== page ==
My top three reasons why critique groups rock . . .
1. Critique group members hold you accountable.
I won’t lie. As much as I love writing, I truly need deadlines to keep me moving at a steady pace. I’m too good at “writing” excuses for myself. Those excuses greedily gobble up my writing opportunities, in favor of oftentimes less honorable enterprises (like watching TV. Ugh!) Knowing my critique group is ready to give me feedback, in exchange for merely meeting my deadline, motivates me to better align my priorities and quit twiddling around already.
2. Critique groups encourage you.
Writing is tough enough. When you add the pursuit of publication to equation, with its inevitable rejections, the process can be pretty painful. Being part of a gang of empathetic travelers who are uniquely equipped to offer roadside assistance when your tires are punctured or shredded is such a perk. More like a perk on steroids. It’s amazing.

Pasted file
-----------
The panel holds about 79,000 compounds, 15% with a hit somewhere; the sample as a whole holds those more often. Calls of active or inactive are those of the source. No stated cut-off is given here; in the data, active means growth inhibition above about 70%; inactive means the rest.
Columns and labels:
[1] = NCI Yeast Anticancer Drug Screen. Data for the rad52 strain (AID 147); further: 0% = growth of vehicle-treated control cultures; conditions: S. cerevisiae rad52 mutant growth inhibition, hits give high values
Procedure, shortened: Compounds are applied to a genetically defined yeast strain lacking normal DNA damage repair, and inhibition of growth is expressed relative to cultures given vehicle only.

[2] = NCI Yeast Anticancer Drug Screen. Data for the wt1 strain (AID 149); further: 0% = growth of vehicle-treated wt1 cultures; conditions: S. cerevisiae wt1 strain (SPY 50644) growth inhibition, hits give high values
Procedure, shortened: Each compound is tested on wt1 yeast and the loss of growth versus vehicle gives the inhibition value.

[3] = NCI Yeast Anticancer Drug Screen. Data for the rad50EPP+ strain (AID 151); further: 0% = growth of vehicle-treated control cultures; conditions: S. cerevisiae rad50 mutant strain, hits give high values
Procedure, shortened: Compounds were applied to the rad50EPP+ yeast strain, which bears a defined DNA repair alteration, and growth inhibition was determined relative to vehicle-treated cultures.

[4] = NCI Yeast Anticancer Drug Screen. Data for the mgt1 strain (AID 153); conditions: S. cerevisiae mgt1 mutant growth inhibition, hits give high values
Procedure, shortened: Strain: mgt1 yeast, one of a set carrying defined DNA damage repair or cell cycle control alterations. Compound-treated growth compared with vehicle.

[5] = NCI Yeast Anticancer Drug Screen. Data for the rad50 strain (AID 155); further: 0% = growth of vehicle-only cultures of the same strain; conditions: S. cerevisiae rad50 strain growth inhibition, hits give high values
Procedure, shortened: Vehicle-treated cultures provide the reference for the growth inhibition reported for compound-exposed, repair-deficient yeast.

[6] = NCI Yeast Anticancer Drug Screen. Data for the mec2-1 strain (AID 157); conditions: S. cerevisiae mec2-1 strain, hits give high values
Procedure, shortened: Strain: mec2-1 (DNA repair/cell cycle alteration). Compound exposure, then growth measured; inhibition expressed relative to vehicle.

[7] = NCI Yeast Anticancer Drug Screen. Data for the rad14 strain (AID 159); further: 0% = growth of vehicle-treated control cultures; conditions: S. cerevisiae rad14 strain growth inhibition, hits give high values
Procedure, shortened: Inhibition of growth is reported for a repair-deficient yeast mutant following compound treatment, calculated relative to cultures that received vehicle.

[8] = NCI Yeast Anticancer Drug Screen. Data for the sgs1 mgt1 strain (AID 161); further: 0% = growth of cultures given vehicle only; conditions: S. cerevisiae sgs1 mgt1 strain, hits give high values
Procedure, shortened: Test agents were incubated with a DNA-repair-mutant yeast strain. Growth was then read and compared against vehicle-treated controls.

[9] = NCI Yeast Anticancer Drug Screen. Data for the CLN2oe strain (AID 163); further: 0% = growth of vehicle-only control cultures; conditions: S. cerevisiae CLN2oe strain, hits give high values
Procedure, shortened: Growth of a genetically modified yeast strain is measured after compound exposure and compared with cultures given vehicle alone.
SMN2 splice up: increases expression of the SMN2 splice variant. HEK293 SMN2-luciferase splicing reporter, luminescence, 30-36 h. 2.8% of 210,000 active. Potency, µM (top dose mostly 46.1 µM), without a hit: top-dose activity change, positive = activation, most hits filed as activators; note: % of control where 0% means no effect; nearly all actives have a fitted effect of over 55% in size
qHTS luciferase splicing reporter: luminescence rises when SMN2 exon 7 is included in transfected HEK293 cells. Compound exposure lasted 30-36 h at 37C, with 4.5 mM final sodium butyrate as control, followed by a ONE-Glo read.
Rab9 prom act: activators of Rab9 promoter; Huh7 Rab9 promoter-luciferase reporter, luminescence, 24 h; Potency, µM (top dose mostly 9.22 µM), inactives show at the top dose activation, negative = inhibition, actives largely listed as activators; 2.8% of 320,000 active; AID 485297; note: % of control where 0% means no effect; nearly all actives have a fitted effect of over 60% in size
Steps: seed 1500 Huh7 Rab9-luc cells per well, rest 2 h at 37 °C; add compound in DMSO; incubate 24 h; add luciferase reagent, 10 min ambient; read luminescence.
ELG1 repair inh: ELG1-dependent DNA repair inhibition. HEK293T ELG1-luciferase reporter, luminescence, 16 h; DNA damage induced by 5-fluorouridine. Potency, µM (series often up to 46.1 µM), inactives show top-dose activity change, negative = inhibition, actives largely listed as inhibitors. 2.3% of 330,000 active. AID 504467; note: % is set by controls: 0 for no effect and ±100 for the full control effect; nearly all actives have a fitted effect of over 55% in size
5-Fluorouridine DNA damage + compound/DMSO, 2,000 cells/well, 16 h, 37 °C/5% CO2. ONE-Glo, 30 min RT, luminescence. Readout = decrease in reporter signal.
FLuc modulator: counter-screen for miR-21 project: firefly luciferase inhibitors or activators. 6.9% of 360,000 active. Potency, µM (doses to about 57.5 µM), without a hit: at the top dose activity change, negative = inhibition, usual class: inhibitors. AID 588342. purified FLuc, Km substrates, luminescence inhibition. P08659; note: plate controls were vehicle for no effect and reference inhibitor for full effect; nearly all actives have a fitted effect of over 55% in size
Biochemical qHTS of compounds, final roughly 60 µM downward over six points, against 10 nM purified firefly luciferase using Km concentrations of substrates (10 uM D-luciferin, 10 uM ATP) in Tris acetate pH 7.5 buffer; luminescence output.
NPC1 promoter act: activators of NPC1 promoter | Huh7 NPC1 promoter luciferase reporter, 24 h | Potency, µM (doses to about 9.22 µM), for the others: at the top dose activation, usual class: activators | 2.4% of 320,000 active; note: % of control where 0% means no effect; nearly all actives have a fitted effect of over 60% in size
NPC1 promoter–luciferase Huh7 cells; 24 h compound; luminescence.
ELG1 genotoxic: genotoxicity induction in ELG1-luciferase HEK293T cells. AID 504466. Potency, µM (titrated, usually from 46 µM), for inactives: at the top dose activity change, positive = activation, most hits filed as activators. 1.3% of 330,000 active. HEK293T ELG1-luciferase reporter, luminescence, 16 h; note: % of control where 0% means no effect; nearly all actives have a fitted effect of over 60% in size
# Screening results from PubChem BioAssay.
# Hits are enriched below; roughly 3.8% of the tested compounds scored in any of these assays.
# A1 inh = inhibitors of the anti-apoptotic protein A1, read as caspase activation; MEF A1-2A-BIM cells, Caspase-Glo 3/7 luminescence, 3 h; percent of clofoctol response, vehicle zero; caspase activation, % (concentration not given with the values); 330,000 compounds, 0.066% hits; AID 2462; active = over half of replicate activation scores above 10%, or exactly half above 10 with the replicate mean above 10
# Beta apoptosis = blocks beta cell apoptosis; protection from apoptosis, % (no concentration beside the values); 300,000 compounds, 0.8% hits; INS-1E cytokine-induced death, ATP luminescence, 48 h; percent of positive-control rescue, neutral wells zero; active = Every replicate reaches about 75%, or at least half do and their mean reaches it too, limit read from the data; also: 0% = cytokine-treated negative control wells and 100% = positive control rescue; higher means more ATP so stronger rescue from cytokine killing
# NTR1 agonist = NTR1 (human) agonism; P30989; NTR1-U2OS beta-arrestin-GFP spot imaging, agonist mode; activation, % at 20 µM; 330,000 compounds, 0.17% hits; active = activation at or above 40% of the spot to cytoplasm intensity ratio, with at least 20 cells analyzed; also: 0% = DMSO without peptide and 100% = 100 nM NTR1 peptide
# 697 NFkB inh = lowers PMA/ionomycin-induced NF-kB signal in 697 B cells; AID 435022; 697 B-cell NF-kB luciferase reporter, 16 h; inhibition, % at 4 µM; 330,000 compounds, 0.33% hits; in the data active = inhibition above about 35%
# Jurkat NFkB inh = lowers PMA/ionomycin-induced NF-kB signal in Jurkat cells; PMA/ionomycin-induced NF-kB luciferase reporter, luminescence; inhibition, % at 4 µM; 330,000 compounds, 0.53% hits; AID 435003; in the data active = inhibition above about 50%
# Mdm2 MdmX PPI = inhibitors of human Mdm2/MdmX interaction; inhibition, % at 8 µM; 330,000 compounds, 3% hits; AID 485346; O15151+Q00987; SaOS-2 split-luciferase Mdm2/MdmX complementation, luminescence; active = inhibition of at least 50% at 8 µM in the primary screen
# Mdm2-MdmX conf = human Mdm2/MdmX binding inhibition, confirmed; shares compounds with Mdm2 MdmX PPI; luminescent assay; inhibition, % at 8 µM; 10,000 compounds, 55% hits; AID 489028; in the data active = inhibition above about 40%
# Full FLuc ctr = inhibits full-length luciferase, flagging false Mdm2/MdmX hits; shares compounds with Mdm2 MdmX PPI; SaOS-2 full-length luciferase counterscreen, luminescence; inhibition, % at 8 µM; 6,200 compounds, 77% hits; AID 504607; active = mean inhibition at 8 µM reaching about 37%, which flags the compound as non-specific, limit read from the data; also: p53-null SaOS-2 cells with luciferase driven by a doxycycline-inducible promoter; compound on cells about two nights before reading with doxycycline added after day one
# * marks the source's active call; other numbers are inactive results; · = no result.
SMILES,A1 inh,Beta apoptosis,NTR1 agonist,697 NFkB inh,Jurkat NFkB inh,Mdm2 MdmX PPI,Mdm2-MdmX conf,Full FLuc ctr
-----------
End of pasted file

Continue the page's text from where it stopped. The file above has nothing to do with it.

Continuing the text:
3. Critique group keep you honest.
When you go solo, it’s easy to get a tad delusional. Speaking for myself, it’s easy to fall in love with the rhythm of my own words. My critique group helps me to “de-precious” my work. With their help, I can face it in a cool, objective light. Just like all green things, including my budding manuscript, light is essential for growth. If I leave my manuscript buried under a rock, it’ll be safe alright, but there’s no room for growth in a dark place. I say arm your critique group with lanterns, flashlights filled with lithium batteries and torches. You may need to wear shades to your next meeting, but it’s worth it.
Are you still group-less? Let Frog on a Dime encourage you to hop in! What are you “wading” for? (Oh, great. I know my critique group is going to bust me for the bad puns!) Let this article from Harold Underdown’s “The Purple Crayon” site help you get a jump on it.
One last thing . . . my warmest thanks to Monica, Jennifer, Cathy, Kris, David and Mindy. You’re the reasons why our group rocks!
Criticism is the windows and chandeliers of art: it illuminates the enveloping darkness in which art might otherwise rest only vaguely discernible, and perhaps altogether unseen. ~ American drama critic and editor George Jean Nathan